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The Value of Antique Persian Carpets

Trying to explain or understand what makes certain antique carpets more valuable than others is an elaborate and difficult task. One must try to strike a balance between quantifiable measures such as market precedent, market trends, condition and rarity and less objective values such as personal taste, provenance and aesthetic and chromatic quality.

In the field of antique Persian carpets, before we make any judgement about rarity and aesthetic quality, it is important to have a brief understanding of how material quality can inform and affect judgements on value. This in turn means that we must have some idea about how carpets have been made in Iran historically as material quality is relative to the area in which it was made.


There are four types of weavings made in Iran: the first is a nomadic rug made by tribal people for their own consumption or use; the second is a village weaving made for local use but also sold at the bazar as a source of additional income; the third is organised workshop production where designs and materials are given to a weaver to create under supervision; and the last is the court atelier or workshop with exclusive access to the best dyes, materials, designers and weavers.

The first two create rugs that reflect the women weavers own color and design preferences, and may well be individual in character and express the unfiltered artistic vision of the weaver. The third type of rug has a more formal aesthetic and reflects precise and well-articulated design and color preferences. While the workshop represents skilled craftspeople making items for sale, there are obviously different levels within this category ranging from loosely woven rugs made in villages out of wool through to important workshops with named designers using silk, the finest and most expensive wool as well as very high knot densities. It is important to note that while fineness of weave can affect the value of a rug, that is not to say that all fine rugs are necessarily valuable.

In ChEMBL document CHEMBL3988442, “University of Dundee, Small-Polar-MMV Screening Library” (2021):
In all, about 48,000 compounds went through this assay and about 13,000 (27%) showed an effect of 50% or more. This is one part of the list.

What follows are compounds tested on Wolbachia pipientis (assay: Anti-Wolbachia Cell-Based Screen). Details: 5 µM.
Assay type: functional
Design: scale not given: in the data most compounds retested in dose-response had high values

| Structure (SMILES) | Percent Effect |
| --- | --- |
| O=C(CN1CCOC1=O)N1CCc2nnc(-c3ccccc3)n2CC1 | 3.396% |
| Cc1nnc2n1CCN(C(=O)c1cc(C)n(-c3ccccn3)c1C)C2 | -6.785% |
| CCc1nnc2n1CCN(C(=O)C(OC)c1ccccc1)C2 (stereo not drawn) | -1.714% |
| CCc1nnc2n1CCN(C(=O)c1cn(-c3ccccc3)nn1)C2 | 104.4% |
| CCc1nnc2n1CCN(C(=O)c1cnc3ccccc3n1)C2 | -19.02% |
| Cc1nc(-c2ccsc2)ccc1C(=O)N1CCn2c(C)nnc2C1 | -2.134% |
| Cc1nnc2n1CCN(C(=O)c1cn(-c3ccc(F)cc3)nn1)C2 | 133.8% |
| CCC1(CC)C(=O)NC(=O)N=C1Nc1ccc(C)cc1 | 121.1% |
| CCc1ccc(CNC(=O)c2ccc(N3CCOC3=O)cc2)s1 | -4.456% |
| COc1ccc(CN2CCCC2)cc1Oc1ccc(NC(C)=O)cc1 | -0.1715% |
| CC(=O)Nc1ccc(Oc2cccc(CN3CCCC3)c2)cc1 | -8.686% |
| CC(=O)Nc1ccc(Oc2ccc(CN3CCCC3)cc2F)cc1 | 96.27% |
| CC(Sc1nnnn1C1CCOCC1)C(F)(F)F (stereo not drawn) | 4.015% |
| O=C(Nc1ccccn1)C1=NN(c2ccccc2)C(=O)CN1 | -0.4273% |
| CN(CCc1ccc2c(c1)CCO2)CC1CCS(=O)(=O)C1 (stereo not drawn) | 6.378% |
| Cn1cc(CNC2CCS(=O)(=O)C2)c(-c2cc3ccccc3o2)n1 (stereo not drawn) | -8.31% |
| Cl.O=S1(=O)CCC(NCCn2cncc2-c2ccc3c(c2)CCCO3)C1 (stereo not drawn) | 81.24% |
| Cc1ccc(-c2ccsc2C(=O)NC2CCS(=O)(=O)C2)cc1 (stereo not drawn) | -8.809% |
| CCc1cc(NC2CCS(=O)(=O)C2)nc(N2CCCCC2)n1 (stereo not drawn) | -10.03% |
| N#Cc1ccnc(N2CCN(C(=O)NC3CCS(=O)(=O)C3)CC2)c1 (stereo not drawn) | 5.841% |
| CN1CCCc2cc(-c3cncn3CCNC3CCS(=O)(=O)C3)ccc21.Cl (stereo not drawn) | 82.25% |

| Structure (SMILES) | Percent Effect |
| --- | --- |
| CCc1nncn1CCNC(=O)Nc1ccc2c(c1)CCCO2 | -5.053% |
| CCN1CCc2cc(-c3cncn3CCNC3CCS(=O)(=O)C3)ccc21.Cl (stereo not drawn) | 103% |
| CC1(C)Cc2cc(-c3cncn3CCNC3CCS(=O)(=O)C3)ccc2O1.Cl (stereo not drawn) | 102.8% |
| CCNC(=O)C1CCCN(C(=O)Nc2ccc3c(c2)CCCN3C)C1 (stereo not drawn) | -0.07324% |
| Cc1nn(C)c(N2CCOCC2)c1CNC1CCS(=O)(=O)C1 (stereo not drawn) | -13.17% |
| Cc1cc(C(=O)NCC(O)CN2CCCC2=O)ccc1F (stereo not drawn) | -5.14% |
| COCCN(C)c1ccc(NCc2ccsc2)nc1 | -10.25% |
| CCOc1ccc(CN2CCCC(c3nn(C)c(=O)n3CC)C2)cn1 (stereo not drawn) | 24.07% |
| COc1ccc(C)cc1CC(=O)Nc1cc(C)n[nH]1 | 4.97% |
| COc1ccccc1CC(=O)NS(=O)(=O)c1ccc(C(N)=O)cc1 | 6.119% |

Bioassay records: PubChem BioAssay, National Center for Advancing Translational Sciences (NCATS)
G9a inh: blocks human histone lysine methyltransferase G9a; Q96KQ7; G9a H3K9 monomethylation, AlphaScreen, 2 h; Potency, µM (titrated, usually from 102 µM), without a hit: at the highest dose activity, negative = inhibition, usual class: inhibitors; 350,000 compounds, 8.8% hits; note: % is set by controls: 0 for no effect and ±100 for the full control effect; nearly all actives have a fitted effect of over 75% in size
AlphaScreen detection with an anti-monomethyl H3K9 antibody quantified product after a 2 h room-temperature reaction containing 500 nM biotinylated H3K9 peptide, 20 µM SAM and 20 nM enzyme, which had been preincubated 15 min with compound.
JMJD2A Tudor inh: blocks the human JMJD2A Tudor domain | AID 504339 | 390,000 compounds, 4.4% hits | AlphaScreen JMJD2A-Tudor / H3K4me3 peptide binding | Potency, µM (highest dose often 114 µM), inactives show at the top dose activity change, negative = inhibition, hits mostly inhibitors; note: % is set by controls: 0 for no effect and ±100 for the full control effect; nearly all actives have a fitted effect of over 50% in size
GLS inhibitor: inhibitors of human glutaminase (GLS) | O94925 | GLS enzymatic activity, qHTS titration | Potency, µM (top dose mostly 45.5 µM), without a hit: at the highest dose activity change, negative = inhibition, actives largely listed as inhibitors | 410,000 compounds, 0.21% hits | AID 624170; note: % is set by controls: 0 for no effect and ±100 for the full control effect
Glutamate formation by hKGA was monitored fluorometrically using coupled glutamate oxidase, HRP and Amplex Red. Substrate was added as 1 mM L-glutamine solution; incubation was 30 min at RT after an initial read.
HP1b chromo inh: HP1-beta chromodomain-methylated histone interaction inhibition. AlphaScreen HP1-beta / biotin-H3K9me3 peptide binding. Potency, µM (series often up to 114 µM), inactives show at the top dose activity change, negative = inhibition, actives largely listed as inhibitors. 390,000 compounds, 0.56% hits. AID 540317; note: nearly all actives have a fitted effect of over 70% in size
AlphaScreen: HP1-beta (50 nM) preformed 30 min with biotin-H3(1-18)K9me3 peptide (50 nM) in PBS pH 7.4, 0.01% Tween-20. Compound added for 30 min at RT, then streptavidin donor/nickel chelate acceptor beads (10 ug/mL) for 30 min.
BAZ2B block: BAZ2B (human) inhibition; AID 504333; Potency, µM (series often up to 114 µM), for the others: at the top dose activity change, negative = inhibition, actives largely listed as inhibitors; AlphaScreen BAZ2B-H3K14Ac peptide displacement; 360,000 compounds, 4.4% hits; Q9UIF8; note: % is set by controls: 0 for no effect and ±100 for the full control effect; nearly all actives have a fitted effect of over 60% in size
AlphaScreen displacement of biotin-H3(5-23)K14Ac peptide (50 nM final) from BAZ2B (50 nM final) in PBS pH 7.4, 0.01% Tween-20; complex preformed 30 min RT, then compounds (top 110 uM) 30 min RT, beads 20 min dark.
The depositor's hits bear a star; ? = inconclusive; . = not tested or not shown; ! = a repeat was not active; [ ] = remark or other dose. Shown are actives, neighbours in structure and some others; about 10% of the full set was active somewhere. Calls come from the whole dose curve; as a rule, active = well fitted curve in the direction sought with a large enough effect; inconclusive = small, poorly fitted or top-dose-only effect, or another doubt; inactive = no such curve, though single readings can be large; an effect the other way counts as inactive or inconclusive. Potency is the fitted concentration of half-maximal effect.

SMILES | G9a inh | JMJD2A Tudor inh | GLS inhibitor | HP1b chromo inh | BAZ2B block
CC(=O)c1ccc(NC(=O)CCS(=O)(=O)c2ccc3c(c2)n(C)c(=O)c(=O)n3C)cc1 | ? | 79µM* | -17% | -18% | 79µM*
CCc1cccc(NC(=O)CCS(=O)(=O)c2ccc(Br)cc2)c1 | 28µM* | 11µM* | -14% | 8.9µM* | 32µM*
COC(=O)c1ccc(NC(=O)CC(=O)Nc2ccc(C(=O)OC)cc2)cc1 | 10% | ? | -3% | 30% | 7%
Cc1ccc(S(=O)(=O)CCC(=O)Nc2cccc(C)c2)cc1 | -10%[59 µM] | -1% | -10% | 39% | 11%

The final category of court workshop represents an exclusive class of weavings that are extremely rare and sought after since they only came into existence during the reign of the Safavid dynasty in Iran (1501-1736). Workshops were set up within the court weaving exclusively for the Shah, setting standards for colour and quality and using designs created by the greatest artists of the day. In the late 17th century, the court dissolved these in-house ateliers and began to buy from a selection of private workshops, which were commissioned rather than directly employed by the Shah. While court carpets from the 16th and 17th century are bought by museum and collectors, the practice of court and royal patronage, both nationally and regionally, remained a significant factor in terms of quality and innovation in the Persian carpet industry until the 20th century.

33237-008While the quality of wool, weave, natural or chemical dyes are all important indicators of value within each of these levels of production, it is difficult to draw direct comparisons across the categories. How can you meaningfully compare the material quality of a long-pile tribal rug made to protect against cold with very minimal design and colours with a silk rug made in a city workshop for use at a wedding ceremony with a design of a tree of life? Critical judgement and any realistic assessment of value for antique Persian carpets is therefore relative to the type of rug, and recognising how it was made before values associated with material quality can be allied.

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